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Record-breaking rainfall in Asia prompts special curated journal issue

With the impacts of climate change now increasingly hitting parts of the world in the form of, for example, the extreme heatwaves in Canada and Italy, and the severe floods in Europe and China, 2021 has been a year of new records and fear for the future. For large parts of eastern Asia however, the previous summer was one that locals won't forget for many, many years. For vast parts of the region, it was the wettest summer for almost 60 years, with widespread flooding in several provinces of China but also in southern Japan and South Korea. With model projections heralding an approaching world of multiple extremes as climate change begins to bite, the need to understand and predict such events has become ever more pressing, and essential in order to mitigate their worst impacts and save lives in coming decades.


The cover is a rough diagram of the circulation which occurred during the extraordinarily wet summer mei-yu of 2020 in eastern Asia. It shows how the rainfall principally occurred as a result of warm, moist low level flow from the south meeting colder, upper level flow from the north. High pressure (denoted by the "H'), normally over the western North Pacific was also further west than usual, helping to feed additional moisture, from the south, towards the regions most impacted by the flooding.

As part of this effort, SpringerNature's peer-reviewed journal Advances in Atmospheric Sciences  invited scientists from several countries, including China, the UK, South Korea, the US and Japan to come together in October 2020 to encourage scientists to research and submit their findings on the East Asian flooding of 2020 to a special issue consecrated to the event. As Dr Robin Clark, one of the co-organizers of the special issue and co-author of the preface, from the UK's national weather agency, the Met Office, says, "Climate change knows no borders and will impact everyone. We're already seeing it's fingerprints on the extreme weather we see around the world so it's important for countries to work together to avoid the very worst impacts of climate change”.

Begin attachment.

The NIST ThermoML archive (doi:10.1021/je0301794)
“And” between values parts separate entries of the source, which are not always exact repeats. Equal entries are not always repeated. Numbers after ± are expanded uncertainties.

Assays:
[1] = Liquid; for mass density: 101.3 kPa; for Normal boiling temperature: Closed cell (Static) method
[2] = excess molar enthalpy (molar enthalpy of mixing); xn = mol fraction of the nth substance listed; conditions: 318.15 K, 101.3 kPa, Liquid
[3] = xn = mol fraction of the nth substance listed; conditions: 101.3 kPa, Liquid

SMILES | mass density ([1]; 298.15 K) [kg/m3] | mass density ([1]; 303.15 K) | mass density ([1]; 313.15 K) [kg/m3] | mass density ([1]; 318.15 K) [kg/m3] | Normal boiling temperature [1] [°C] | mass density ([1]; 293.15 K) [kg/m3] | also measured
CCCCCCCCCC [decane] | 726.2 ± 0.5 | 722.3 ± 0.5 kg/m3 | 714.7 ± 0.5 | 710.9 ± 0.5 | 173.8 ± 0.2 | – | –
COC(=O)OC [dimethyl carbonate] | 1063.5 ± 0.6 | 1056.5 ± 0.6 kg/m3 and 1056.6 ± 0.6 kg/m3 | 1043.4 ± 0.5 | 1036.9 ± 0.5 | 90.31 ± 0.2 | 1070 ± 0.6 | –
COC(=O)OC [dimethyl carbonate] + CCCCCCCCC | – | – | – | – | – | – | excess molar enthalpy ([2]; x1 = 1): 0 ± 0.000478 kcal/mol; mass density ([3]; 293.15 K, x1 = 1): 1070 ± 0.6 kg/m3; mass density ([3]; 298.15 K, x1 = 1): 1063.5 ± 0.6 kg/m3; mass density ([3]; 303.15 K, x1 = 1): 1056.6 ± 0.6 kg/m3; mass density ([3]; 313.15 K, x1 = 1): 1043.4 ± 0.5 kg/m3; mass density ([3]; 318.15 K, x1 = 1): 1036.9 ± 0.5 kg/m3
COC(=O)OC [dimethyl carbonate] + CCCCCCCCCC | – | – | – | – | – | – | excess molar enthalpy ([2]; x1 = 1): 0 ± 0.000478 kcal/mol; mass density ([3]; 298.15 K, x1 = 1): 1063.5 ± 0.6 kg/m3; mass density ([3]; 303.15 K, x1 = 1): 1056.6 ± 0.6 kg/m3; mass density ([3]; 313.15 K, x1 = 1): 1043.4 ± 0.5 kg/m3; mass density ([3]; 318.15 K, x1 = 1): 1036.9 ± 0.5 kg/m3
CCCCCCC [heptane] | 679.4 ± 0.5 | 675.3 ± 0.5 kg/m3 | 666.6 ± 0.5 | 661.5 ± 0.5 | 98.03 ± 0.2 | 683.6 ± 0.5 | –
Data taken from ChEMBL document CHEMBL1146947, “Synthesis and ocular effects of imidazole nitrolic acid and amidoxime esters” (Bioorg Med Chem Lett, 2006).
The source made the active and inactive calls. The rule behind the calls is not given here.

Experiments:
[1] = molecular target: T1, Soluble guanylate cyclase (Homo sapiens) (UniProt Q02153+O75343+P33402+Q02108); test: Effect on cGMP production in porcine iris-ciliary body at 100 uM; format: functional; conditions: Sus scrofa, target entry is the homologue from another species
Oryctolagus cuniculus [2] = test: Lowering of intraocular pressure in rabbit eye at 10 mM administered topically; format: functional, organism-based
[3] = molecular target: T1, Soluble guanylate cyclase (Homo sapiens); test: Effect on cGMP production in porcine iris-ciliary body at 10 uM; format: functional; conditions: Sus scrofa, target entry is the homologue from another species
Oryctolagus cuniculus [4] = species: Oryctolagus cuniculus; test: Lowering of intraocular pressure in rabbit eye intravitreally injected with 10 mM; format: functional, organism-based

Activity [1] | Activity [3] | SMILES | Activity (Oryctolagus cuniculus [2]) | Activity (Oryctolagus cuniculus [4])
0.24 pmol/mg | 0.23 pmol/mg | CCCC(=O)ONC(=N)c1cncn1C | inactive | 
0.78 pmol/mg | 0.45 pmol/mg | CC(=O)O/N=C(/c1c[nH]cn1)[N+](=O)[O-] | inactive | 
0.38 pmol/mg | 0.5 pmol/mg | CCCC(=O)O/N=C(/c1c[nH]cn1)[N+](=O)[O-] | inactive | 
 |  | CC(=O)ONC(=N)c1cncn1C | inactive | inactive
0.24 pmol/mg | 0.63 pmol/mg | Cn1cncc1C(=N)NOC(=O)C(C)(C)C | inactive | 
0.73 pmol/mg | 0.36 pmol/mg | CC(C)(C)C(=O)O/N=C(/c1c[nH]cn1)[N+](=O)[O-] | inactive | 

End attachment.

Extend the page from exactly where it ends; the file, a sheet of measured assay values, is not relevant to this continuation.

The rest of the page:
A key aspect of the summer, highlighted by contributions to journal, was extremely unusual behaviour of an anti-cyclone usually present in the sub-tropical west Pacific. As Professor Jianhua Sun, one of the co-organizers of the special issue, from China's Institute of Atmospheric Physics says, “The anticyclone is a feature in every year, but in summer 2020, the periodic evolution of the western Pacific subtropical high is a key atmospheric circulation factor that led to the persistent extreme Meiyu season in 2020.” Many of the scientists writing in the journal attributed this behaviour to the Indian Ocean which was much warmer than normal.

A surprising thing about the 2020 summer was that it wasn’t preceded by a major El Nino, the classic warming in the east Pacific which usually precedes the wettest summers in eastern Asia. However, as a paper led by Dr Congxi Fang, of the Chinese Academy of Sciences points out, there was a warming further west, in the central Pacific, which rapidly cooled which looks to have worked in tandem with the influence of the Indian Ocean, on the behaviour of the west Pacific anticyclone.

Seasonal prediction models appeared to have grasped the underlying effects of the ocean on the high pressure and were even successful in predicting a wetter than normal summer for the Yangtze River region giving useful forewarning but under-predicted the excessive nature of the rainfall. As Professor Xiquan Dong, of the University of Arizona in the US says, “Despite great advances in recent decades, it is still a great challenge to accurately forecast extreme heavy precipitation events, including their spatial and temporal evolutions, coverage and intensity”.

contribution to the special issue by Dr Clark and co-authors, again from the Institute of Atmospheric Physics also highlighted how the rainfall levels seen in 2020 are something which society will have to prepare for, in future years.

“The studies and outcomes revealed in this special issue on the extreme rainfall in summer 2020 should contribute to a common understanding of extreme weather and rainfall during the Asian monsoon period over East Asia and the surrounding regions.” said preface co-author Tetsuya Takemi, researcher with the Disaster Prevention Research Institute at Kyoto University in Japan.

Other special issue co-organizers include Chang-Hoi Ho, School of Earth and Environmental Sciences, Seoul National University, Korea; and Huiling Yuan, School of Atmospheric Sciences and Key Laboratory of Mesoscale Severe Weather/Ministry of Education, Nanjing University, China.

The special issue will be available in November, in time for the COP26 climate change conference at Glasgow in the UK.